Rules on gaining Italian nationality


The following laws currently apply to Italian citizenship, but you should check whether these have been amended before making any important decisions.

Any child born of an Italian father or mother is automatically Italian, as is a child born in Italy of unknown or stateless parents, or if the child doesn’t obtain the citizenship ( cittadinanza) of its parents under the law of their country.

  • A foreigner married to an Italian citizen can apply for Italian citizenship six months after marriage if living in Italy, or three years after marriage if living abroad.
  • A foreign resident who isn’t married to an Italian can apply for citizenship after four years’ residence if he is a European Union (EU) national, otherwise after ten years; stateless people resident in Italy and foreigners serving the Italian state can apply after five years.
  • A foreigner with a parent or grandparent who was an Italian citizen at birth qualifies for citizenship after living in Italy for two years after his 18th birthday or, if born in Italy, at any age.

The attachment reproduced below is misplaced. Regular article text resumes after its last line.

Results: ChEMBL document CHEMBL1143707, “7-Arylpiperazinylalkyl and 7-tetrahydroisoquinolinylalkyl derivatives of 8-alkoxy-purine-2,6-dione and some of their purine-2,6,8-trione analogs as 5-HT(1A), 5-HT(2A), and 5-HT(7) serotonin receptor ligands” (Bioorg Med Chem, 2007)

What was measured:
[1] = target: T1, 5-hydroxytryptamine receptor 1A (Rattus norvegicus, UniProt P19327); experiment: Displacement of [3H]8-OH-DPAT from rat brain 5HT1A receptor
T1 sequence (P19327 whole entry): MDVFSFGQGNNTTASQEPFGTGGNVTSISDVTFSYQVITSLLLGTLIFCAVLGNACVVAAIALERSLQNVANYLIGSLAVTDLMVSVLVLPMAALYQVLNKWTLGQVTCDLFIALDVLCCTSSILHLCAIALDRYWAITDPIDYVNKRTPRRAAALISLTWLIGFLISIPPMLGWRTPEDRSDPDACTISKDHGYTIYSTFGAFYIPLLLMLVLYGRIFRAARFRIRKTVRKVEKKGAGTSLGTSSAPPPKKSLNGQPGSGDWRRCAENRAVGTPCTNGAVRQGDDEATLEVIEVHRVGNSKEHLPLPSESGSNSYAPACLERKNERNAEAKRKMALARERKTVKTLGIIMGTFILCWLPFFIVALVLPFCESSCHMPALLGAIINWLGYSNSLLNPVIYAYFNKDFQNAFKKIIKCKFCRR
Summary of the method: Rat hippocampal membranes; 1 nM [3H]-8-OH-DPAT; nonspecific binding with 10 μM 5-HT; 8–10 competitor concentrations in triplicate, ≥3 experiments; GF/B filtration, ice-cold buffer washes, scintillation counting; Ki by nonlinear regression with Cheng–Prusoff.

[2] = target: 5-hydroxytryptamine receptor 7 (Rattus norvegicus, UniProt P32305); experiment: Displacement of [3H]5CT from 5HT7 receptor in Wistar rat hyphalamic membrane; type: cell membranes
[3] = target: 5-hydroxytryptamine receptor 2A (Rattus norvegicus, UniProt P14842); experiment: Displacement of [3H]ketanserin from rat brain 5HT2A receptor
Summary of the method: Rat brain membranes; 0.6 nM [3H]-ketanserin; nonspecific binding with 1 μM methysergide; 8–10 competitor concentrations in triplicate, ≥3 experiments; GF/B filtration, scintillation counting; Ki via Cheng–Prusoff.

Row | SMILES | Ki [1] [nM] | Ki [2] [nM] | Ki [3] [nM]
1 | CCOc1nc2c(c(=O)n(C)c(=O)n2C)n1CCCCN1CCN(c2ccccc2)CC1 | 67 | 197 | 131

• A child born to foreign parents in Italy doesn’t automatically acquire Italian citizenship but has the right to it provided it’s requested before the child reaches the age of 18.
  • It’s no longer necessary to have to choose between your parents’ nationality and Italian, as Italy now recognises dual nationality ( doppi doppia cittadinanza), although anyone with dual citizenship arriving in or leaving Italy must do so with an Italian passport or identity card.

In order to obtain Italian citizenship, you must apply to the Minister of the Interior ( Ministro degli Interni) through the mayor of the commune ( comune) where you live or through an Italian consulate abroad. A concession tax must be paid and you must swear loyalty to the republic and that you’ll observe Italy’s constitution and laws.

As with most things involving bureaucrats in Italy, the process of applying for and obtaining Italian citizenship is a long-drawn-out affair often taking years, which will stretch your patience to the limit.

The documents required vary according to your situation and nationality (it’s allegedly easier for those married to Italians); up to 12 documents may be required, many of which must be on official paper ( bollo), translated by an official translator, authenticated or legalised.

A list of the necessary documents is available from your local government office ( prefettura). After you’ve made an application, the authorities have 18 months to make a decision.

This article is an extract from Living and Working in Italy. Click here to get a copy now.

Further reading

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